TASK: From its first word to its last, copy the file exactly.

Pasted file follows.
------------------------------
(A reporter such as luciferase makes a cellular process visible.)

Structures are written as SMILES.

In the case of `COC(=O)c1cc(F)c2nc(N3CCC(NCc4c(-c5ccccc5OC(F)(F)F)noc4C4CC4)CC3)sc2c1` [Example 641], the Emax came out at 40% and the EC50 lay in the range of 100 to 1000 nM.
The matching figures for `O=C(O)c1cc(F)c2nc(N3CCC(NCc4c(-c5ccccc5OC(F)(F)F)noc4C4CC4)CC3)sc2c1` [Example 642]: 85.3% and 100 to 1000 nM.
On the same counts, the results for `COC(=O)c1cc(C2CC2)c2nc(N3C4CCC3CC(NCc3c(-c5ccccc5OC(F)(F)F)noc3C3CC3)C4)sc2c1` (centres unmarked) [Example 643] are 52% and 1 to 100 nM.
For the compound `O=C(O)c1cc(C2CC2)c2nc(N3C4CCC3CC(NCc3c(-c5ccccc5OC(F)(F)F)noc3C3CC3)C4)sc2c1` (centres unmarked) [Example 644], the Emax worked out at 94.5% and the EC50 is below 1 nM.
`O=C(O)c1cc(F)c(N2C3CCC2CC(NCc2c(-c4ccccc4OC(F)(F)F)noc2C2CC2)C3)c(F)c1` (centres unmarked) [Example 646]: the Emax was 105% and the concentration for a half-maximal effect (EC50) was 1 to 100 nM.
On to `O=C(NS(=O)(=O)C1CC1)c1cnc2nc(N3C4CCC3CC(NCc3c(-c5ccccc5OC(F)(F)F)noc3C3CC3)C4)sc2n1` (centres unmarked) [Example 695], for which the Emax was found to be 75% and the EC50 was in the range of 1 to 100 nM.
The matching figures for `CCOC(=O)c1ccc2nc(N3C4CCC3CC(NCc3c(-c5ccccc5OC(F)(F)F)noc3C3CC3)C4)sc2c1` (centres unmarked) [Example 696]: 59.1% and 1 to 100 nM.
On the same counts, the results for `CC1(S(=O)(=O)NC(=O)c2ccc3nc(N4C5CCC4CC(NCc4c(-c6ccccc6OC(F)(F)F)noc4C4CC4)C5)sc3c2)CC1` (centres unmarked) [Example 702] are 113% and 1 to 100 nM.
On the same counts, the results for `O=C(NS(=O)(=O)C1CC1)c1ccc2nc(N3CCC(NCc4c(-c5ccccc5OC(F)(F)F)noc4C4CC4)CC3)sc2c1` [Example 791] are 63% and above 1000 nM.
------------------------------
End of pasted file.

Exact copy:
(A reporter such as luciferase makes a cellular process visible.)

Structures are written as SMILES.

In the case of `COC(=O)c1cc(F)c2nc(N3CCC(NCc4c(-c5ccccc5OC(F)(F)F)noc4C4CC4)CC3)sc2c1` [Example 641], the Emax came out at 40% and the EC50 lay in the range of 100 to 1000 nM.
The matching figures for `O=C(O)c1cc(F)c2nc(N3CCC(NCc4c(-c5ccccc5OC(F)(F)F)noc4C4CC4)CC3)sc2c1` [Example 642]: 85.3% and 100 to 1000 nM.
On the same counts, the results for `COC(=O)c1cc(C2CC2)c2nc(N3C4CCC3CC(NCc3c(-c5ccccc5OC(F)(F)F)noc3C3CC3)C4)sc2c1` (centres unmarked) [Example 643] are 52% and 1 to 100 nM.
For the compound `O=C(O)c1cc(C2CC2)c2nc(N3C4CCC3CC(NCc3c(-c5ccccc5OC(F)(F)F)noc3C3CC3)C4)sc2c1` (centres unmarked) [Example 644], the Emax worked out at 94.5% and the EC50 is below 1 nM.
`O=C(O)c1cc(F)c(N2C3CCC2CC(NCc2c(-c4ccccc4OC(F)(F)F)noc2C2CC2)C3)c(F)c1` (centres unmarked) [Example 646]: the Emax was 105% and the concentration for a half-maximal effect (EC50) was 1 to 100 nM.
On to `O=C(NS(=O)(=O)C1CC1)c1cnc2nc(N3C4CCC3CC(NCc3c(-c5ccccc5OC(F)(F)F)noc3C3CC3)C4)sc2n1` (centres unmarked) [Example 695], for which the Emax was found to be 75% and the EC50 was in the range of 1 to 100 nM.
The matching figures for `CCOC(=O)c1ccc2nc(N3C4CCC3CC(NCc3c(-c5ccccc5OC(F)(F)F)noc3C3CC3)C4)sc2c1` (centres unmarked) [Example 696]: 59.1% and 1 to 100 nM.
On the same counts, the results for `CC1(S(=O)(=O)NC(=O)c2ccc3nc(N4C5CCC4CC(NCc4c(-c6ccccc6OC(F)(F)F)noc4C4CC4)C5)sc3c2)CC1` (centres unmarked) [Example 702] are 113% and 1 to 100 nM.
On the same counts, the results for `O=C(NS(=O)(=O)C1CC1)c1ccc2nc(N3CCC(NCc4c(-c5ccccc5OC(F)(F)F)noc4C4CC4)CC3)sc2c1` [Example 791] are 63% and above 1000 nM.